From the rocky coasts of the Pacific Northwest’s mighty Pacific Ocean to the tops of the Canadian Rockies, through Florida Everglades’ River of Grass and across the painted deserts of the American Southwest then over the Appalachian Mountains … these galleries have a little bit of everything that the best of North American landscapes can offer.
Sulphurs and Whites
North America is wildly rich in butterflies and moths. In the United States and Canada alone, there are roughly 750 species of butterflies and a whopping 11,000 species of moths! With careful and painstaking research, more new species are still being discovered all the time!
When it comes to birds, North America is fantastically rich in native species diversity. While some species are found all around the world, the vast majority are found only here and nowhere else.
Bison, Goats, Sheep
Deer and Elk
Rabbits, Hares, Pikas
Rats, Mice, Voles
Seals and Sea Lions
Weasels, Otters, Badgers
We mammals have come a long way since the time of the dinosaurs. We’ve conquered the land, sea and air. North America has more than 740 species alive today.
96% of all currently living animal lifeforms alive today are invertebrates. Included are all the insects, arachnids, worms, crabs, shellfish, starfish, corals, and more! One thing they all have in common? No backbone.
Long before the first dinosaur walked the earth, reptiles ruled the world. 65 million years after the last dinosaur drew its final breath, North America’s modern crocodiles, alligators, snakes, lizards, and turtles and tortoises are still keeping our native natural history alive!
Did you know the word “amphibian” means “two lives”? All amphibians start their lives in the underwater, but after they go through a series of metamorphosis stages to adulthood, most trade gills for lungs and live the rest of their lives out of the water.
One of the largest families in the plant kingdom with nearly 28 thousand species around the globe, orchids are also one of the most popular and most sought-after flowering plants in history. In Victorian times, entire foreign expeditions were sent around the world at great personal risk led by fearless (and often ruthless) orchid hunters to acquire the next new unknown exotic species from the most distant corner of the Earth. Luckily for us, North America is rich with unique native species found nowhere else in the world!
Wildflowers by Color
Wildflowers by Family
By far our largest collection of galleries, these wildflower image sets are arranged by both color and by taxonomic family for use as a casual identification tool or field guide, or for more thorough scientific research for deeper understanding.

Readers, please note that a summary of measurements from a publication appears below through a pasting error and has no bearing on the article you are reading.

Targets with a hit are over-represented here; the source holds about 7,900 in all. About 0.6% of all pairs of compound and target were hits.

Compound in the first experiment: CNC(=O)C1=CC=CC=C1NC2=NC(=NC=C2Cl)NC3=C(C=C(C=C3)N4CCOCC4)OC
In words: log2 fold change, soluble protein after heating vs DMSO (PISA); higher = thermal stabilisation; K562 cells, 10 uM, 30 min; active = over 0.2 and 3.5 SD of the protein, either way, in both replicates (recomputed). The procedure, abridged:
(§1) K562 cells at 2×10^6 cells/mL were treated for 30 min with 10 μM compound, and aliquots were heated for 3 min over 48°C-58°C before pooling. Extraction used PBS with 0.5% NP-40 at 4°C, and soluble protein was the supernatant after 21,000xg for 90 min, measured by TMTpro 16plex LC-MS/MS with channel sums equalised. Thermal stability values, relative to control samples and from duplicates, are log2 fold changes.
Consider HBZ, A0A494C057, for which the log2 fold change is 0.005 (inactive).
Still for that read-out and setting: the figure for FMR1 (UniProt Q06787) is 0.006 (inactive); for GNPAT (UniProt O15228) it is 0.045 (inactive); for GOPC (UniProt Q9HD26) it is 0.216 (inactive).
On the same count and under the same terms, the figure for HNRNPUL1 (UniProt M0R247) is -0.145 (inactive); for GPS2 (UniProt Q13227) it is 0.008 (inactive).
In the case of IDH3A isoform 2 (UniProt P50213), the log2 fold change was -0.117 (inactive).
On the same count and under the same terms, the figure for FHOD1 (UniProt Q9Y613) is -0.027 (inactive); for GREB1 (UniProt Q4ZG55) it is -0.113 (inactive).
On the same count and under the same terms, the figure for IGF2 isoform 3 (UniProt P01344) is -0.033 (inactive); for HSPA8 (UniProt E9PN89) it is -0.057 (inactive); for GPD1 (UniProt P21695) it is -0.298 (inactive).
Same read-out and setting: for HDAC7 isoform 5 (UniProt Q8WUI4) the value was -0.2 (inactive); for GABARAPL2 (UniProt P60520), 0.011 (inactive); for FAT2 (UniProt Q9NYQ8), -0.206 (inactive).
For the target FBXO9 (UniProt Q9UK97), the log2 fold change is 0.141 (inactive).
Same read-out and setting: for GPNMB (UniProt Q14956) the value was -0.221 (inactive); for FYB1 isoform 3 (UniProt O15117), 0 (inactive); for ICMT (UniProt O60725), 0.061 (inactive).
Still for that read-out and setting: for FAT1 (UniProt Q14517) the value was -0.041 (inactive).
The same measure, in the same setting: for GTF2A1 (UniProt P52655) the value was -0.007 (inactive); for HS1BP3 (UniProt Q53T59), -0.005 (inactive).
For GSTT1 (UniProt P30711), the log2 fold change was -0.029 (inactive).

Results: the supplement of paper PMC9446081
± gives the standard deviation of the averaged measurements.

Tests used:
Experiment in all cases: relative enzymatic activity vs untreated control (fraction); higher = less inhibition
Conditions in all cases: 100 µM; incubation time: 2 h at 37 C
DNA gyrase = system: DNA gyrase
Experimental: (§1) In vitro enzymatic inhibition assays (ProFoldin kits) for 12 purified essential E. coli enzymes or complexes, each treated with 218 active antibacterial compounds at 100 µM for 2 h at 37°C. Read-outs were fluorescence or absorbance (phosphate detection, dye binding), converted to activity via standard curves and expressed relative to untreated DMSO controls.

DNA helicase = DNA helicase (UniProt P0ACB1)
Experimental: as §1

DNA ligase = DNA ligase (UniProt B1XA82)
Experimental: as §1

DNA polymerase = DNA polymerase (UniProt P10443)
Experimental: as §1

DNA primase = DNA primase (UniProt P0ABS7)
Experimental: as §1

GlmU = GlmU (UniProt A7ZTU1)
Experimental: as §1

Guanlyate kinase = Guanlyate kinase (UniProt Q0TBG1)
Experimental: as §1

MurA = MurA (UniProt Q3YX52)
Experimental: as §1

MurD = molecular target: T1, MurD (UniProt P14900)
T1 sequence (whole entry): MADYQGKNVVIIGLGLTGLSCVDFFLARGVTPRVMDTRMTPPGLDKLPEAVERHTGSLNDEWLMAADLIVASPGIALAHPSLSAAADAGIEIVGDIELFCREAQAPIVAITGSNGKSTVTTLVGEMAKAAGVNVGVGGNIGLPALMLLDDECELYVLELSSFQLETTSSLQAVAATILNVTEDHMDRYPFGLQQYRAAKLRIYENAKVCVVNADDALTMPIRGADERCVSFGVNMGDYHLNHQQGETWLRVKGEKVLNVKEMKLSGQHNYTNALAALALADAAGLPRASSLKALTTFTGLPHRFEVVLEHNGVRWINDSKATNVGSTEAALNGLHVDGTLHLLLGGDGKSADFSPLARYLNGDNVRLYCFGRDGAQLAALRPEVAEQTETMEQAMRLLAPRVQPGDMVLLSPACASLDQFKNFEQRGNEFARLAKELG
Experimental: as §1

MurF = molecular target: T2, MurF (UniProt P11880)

Sometimes called insectivorous plants, these amazing plants have adapted to a life in places where the soil is so poor in nutrients, that they’ve gained the ability to grow by trapping their food with modified leaves. By taking root in a harsh habitat, they have eliminated most of their competition from other plants.
Light-spored Gilled Mushrooms
Brown-spored Gilled Mushrooms
Dark-spored Gilled Mushrooms
Polypore and Crust Fungi
Unique & Unusual Mushrooms
Club, Coral and Fan-like Fungi
Without the enormous and nearly invisible world of fungi, there would be no forests or plants as we know them, no animals living, feeding and hunting in the forests and nothing to break down what organic matter is left. It’s this wonderful (and often weird) group that keeps nutrients moving and cycling through our world’s ecosystems.
Fruits and Berries
Agaves and Yuccas
This last and final collection of galleries include all the non-wildflower images such as our native trees, ferns, palms, fruits and berries, cacti, saprophytes, mosses, bromeliads and more!
The geologic term, hoodoo, lives on at Bryce Canyon National Park as perpetuated by early geologists who thought the rock formations could cast a spell on you with their magical spires and towering arches. MORE PHOTOS OF LANDSCAPES MORE INTERESTING NATURE FACTS...
The Moab Desert in eastern Utah has a very interesting history and ecosystem. The human history can be traced back over 10,000 years, and the first signs of humans appeared as signs carved into indigenous rock formations found in several places. Hundreds of species of...
As is often the case in wildflowers, telling one species from another can be exceedingly difficult. Especially when there are naturally occurring hybrids, same species with wildly variable physical attributes and just geographically separated populations of the same...
I was hiking through the hills in Southern Utah in April when in the early evening I came upon a large band of about thirty individual desert bighorn sheep, including other rams, ewes, and lambs. It took me many hours of stalking and staying put to get this close for...
While definitely not a new technology, panoramic photography has been with us since the mid-nineteenth century. What is new however, is the ability to digitally stitch multiple images together to create a much larger, super-wide image that exceeds the abilities of a...
This is my second entry into my new series, Ancient America which features a minimalistic, raw and unpolished look at black and white landscape photography from around North America from the viewpoint of what it would have looked like before people arrived. Double...